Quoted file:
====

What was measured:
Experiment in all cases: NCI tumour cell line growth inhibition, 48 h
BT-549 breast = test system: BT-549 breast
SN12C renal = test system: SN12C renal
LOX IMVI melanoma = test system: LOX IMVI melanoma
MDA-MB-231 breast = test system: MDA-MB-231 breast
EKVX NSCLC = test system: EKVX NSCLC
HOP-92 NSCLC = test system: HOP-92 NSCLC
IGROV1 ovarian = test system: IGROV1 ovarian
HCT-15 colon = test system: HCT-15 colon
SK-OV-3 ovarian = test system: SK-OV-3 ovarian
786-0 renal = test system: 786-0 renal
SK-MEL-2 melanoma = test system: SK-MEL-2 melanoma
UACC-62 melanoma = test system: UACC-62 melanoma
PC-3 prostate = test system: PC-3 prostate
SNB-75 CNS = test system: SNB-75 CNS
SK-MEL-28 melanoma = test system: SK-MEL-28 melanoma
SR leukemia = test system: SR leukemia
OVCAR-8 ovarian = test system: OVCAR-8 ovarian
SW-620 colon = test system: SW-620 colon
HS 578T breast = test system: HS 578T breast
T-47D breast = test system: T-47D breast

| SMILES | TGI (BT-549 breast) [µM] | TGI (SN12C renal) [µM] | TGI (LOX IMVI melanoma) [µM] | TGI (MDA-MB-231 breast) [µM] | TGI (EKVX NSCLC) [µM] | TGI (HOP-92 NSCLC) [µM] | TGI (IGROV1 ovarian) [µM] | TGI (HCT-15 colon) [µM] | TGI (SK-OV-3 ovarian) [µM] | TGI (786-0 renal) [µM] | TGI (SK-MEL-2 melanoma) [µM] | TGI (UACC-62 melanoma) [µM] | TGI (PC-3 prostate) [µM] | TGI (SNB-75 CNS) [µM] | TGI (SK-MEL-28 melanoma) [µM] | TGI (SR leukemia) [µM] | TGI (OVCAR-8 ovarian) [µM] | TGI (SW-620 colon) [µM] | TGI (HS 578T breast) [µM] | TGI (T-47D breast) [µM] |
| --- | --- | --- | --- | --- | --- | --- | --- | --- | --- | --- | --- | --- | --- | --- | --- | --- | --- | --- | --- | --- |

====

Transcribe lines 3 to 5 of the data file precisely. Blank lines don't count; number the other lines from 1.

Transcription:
BT-549 breast = test system: BT-549 breast
SN12C renal = test system: SN12C renal
LOX IMVI melanoma = test system: LOX IMVI melanoma